Received word that my short story, “Feast Your Eyes on the Yawning Monotony of Humdrum Rot,” will appear in the forthcoming installment of C.M. Muller’s Nightscript, Volume 7, featuring absolutely stunning cover art by Jana Heidersdorf.
This particular tale was constructed with the (fictional) setting as the centerpiece: the Mooring Cove Inn situated in a vague province along the coast of Lake Michigan. My characters find themselves lodged in this novelty, tourist-attraction of a hotel on New Year’s Eve, 2000. There is, indeed, a party of sorts; but, for my protagonist, the Gregorian festivity (and time itself) slips into the a rather grim event. Keep your “eyes” peeled on the noble month of October, 2021.
UPDATE: Table of contents for Nightscript, Vol. VII announced on C.M. Muller’s site, wherein I find myself in profoundly talented company…
1. “Feast Your Eyes on the Yawning Monotony of Humdrum Rot” — Clint Smith
2. “The Passing” — Joshua Rex
3. “When Sleep At Last — Douglas Thompson
4. “The Summer King’s Day” — Timothy Granville
5. “Roadkill” — Elin Olausson
6. “It Looked Like Her” — Gordon Brown
7. “Little Gods To Live In Them” — David Surface
8. “We Are The Gorillas” — Douglas Ford
9. “The Body Trick” — Alexander James
10. “Feed” — Jason A. Wyckoff
11. “’Neath The Mirror Of The Sea” — Rhonda Eikamp
12. “Clipped Wings” — Steve Toase
13. “The Cardboard Voice” — Tim Major
14. “The Validations” — Ashley Stokes
15. “A Perfect Doll” — Regina Garza Mitchell
16. “Madam and Yves” — Marc Joan
17. “The Delf” — Danny Rhodes
18. “Where the Oxen Turned the Plow” — Charles Wilkinson
19. “Feast of Fools: A Heartwarming Holiday Romance” — LC von Hessen
Nightscript, Volume VII will be released on October 1st, 2021.
I became acquainted with the ten stories composing Joshua Rex’s debut collection, What’s Coming For You (Rotary Press, 2020) upon its debut in the late summer of 2020; but the more accurate confession is that many of the themes have been slowly unfolding before me for most of my life. While I’ve gained more explicit clues from his non-fiction writing (Rex penned an outstanding feature in September, 2020, with Ginger Nuts of Horror titled “Early Revelations of Death: The Book That Made Me”), there are still more subtle hints in not only the style he chooses to employ, but the intentional effect of each tale.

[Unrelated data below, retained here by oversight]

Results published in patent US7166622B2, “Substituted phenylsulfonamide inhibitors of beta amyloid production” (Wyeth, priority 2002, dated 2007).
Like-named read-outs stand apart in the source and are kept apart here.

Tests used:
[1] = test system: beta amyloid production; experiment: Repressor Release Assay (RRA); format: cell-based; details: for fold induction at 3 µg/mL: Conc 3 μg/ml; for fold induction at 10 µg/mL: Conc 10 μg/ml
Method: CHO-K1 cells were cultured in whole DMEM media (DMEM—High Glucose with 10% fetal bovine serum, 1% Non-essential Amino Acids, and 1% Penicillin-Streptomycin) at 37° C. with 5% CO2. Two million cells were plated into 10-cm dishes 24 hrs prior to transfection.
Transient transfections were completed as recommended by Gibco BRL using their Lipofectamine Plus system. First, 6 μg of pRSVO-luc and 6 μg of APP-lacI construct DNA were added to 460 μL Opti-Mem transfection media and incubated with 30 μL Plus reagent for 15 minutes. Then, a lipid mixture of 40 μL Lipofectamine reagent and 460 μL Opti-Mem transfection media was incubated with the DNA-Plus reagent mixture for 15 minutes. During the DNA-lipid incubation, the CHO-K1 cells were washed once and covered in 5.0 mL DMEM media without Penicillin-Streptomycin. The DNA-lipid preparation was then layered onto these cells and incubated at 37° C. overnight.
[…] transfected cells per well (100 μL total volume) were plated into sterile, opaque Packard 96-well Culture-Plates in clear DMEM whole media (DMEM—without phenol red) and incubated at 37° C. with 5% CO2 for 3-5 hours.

Of course I’m not suggesting that, as creators, we relegate ourselves to artistic echo chambers, but it’s difficult to ignore certain thematic and stylistic blips on the cerebral radar. After all, identification and connectivity are significant components in these reader-writer cycles of galvanization and inspiration; and so I’m not so much commenting on a kindred verve (though it’s pleasant to do so), but rather noting (or even perhaps hearing) how a writer handles the formative effect of macro infatuations.
But it stands to comment on the certainty that we cut our teeth on similar literary gems (see the beloved I Can Read! campaign) that likely elicit a sense of nostalgia for most writers (of a kindred age-range) who operate in the veins of horror, dark fantasy, and the weird — books like Scary Stories to Tell In The Dark, In a Dark Room, and other Scholastic-Troll-era offerings that appealed to more melancholy tastes of elementary-aged tikes. In this, the stories are that capture an unwitting precociousness in their characters — “The Whisper Wheel” is an excellent example of young characters who are, perhaps, too smart — or too conscious — for their own good; and the deliciously malignant “Breakout Season” is a reimagined Fear-Street segment for grownups.
Rex possesses a stylistic employment of language that is both disarming and demanding (I mean, consider the seizing implications in the title’s direct, deictic address). There’s a darkly electric texture to the stories hallmarked in the morose, opening meditations of “The Leap.” Yet, if there is an insulating thematic structure, I’d offer it to be the usage of houses. Domiciles of all varieties play a significant role in Rex’s collection.
The motif — Rex’s “dominion of decay” — is of sound literary architecture, the metaphor hauntingly introduced in “The Unfinished Room,” chillingly distilled in the second-person narrated, “In Situ,” then conclusively echoed in the final, nearly novella-length story, “The Voice Below”: “The preternatural ability to sense the residual presence of humans in objects had been … an isolating an often terrifying bane that had made her inclined to attempt to move through the world unseen, silent as the ghosts she sensed in the things that she handled. In a place like her aunt’s house — itself an antique, full of antiques (many of them ancient) — she had to be especially careful. / However, the older a thing was and, disturbingly, the more violent the history, the more intense the vision.”
That said, my standout selection in the collection is the poignant, “The Reveal,” a remarkable narrative which continues to accumulate claustrophobia as we tick toward the terminus of the final passage’s tether.
Even for readers whose psychometric capabilities are lacking, approximating yourself with these impressive stories will evoke an echo of both intoxicating nostalgia and sober commemoration of dark-tale traditions. There is a tangible and trustworthy momentum to each story, and though the approach might otherwise, under less capable stewardship, beckon predictability, Joshua Rex ratchets tension so quickly that it’s difficult to anticipate, well, what’s coming for you.